The influx of migrants into Europe continues to increase. More than 70,000 people left Tunisia for Italy this year, and another 32,000 from Libya. The devastating natural disasters of the past few days in Northern Africa could cause the numbers to rise even further in the long term. The International Organization for Migration (IOM) reports that more than 2,000 people have gone missing on the central Mediterranean route since the beginning of the year. The Tunisian security forces say they have stopped a good 35,000 migrants. At the same time, attacks on refugee boats are increasing. Money and phones are confiscated from migrants. The engines are then removed from the boats to be sold to traffickers, leaving the people to their fate.
Despite these additional risks on the already dangerous crossing, Italy is registering more and more migrant arrivals, especially on the island of Lampedusa, the southernmost outpost in the Mediterranean. According to the Interior Ministry, there have been around 108,000 since the beginning of the year. In the same period last year there were around 53,000, in 2021 around 37,000.
First, Europe’s top politicians were in Tunis to work with the increasingly authoritarian Tunisian president on a deal that would curb illegal migration to Europe. There is no other country in North Africa that the EU has recently put as much effort into as Tunisia. The driving force behind these efforts was and is the Italian Prime Minister Giorgia Meloni, who ran with the election promise to significantly reduce irregular migration. But the partnership agreement that the EU leadership signed with President Kaïs Saïed on July 16 has so far had no effect. The pact should serve as a model for other states in the region.
105 million euros for more border protection were just as unconvincing for Tunis as financial aid amounting to 150 million. And also not about the possible 900 million loan that the country should receive if Saïed agrees to the IMF reform program. The authoritarian president has found new partners who place fewer conditions. Saudi Arabia is granting a low-interest loan of $400 million and $100 million in direct budget support. In addition, financial aid is to come from the Saudi Development Fund. Unlike Brussels, Riyadh does not require Tunis to reach an agreement with the IMF beforehand.
In the five weeks after the EU’s agreement with Tunisia, 38 percent more migrants from the North African country came to Italy than in the five weeks before, according to the think tank ISPI.
Now the municipality in Lampedusa, where most refugees end up, says the camp is “absolutely no longer able to accommodate any more refugees.” On one day alone, 63 refugee boats with around 1,900 people reached the island within 24 hours. The initial reception center was overcrowded ten times its intended capacity with almost 4,000 people – including around 250 unaccompanied children. Italian authorities are transferring hundreds of migrants every day by scheduled ferry and military aircraft to Sicily and the mainland, where they are distributed to secondary reception centers.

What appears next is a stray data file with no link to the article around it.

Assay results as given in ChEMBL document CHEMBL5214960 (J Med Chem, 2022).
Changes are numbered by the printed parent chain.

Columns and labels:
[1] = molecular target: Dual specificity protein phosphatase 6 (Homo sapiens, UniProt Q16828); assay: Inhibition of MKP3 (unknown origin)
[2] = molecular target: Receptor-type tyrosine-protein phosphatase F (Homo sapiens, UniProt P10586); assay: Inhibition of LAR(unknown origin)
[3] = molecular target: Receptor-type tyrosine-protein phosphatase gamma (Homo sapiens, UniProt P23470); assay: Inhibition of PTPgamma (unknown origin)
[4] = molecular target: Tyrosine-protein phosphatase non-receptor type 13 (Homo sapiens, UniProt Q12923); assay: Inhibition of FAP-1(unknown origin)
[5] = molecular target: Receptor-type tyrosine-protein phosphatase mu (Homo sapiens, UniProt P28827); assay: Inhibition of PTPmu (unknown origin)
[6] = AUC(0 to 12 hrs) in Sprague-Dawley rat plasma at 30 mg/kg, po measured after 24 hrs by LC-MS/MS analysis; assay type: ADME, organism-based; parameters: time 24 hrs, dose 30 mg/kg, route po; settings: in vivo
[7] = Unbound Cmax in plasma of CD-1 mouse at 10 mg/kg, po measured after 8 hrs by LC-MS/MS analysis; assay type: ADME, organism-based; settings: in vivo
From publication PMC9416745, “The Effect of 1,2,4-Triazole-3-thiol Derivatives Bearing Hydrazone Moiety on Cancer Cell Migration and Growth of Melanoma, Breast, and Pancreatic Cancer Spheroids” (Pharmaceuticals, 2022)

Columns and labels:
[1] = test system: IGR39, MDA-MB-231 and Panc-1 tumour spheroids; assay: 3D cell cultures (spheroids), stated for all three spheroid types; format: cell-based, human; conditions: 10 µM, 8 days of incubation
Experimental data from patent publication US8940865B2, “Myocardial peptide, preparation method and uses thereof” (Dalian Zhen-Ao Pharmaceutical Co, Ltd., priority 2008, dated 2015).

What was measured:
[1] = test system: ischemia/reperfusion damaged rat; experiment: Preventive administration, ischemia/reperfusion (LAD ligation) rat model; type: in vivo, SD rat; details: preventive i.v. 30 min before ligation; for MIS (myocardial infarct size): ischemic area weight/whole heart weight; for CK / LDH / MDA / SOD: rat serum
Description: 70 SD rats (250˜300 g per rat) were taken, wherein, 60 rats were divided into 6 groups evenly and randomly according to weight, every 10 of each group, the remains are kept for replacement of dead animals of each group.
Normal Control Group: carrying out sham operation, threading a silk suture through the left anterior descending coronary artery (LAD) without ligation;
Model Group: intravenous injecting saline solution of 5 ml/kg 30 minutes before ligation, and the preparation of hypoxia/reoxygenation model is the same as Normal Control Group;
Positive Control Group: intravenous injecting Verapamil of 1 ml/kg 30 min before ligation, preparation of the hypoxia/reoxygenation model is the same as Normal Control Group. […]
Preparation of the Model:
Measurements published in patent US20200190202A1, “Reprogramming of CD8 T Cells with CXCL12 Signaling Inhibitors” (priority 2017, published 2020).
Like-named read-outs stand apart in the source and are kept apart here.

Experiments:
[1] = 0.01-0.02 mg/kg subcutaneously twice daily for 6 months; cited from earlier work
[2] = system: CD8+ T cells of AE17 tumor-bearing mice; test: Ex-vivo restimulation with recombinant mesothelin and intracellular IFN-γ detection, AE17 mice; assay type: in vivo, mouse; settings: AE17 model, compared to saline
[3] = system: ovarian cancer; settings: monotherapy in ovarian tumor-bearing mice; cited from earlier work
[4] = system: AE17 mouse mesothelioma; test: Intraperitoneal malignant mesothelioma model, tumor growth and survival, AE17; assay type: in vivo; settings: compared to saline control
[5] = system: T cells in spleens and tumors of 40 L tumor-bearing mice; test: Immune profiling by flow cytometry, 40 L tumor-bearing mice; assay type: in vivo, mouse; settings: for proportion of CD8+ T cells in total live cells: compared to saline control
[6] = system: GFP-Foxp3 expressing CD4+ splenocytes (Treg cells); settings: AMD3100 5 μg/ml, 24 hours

The municipalities in Italy have reached their limit: “The matter has been derailed, we are on the verge of collapse,” warns the Social Democratic mayor of Prato near Florence. He is responsible for migration at the association of cities and municipalities. “Whoever we ask, from the north to the south, all municipalities report extreme difficulties in accommodating the migrants assigned to us by the government in Rome.” In some places, people would have to be accommodated in gymnasiums or tents. The situation of unaccompanied minors is described as an “emergency within an emergency,” the number of which has risen to more than 20,000 this year.
So it’s that time again: Europe is once again debating for a few days about the refugees who are leaving their homeland and looking for a new life in Europe, even though there has been reason enough to talk about it every day for months. It is a great tragedy, a great failure, a great disgrace not only for Italy, but also for Europe.
In Europe, many governments are currently leaning their way. Of course, it is the Italians who have to face the situation first, they are the closest. The rule in the EU is that the member states are responsible for securing the external borders within their jurisdiction and therefore also for dealing with migrants who come to their territory. But the onslaught from the south, which has many reasons from civil war to climate change, is so epochal that Europe has to help. Serious, comprehensive, fast. But there is just a bit of talking, mostly in Brussels conference rooms. In order to show a little activism, EU politicians, as Meloni, Rutte and von der Leyen did in the early summer, travel to not always trustworthy heads of state in the MENA region, whom they hope they can easily meet for a few euros for building a wall on their coasts and external borders. So they try to reassure the public at home or to signal that they are not the ones responsible for the rising numbers. Such a policy of looking the other way will no longer work for a long time. It is time for Europe to rethink: in politics and society!
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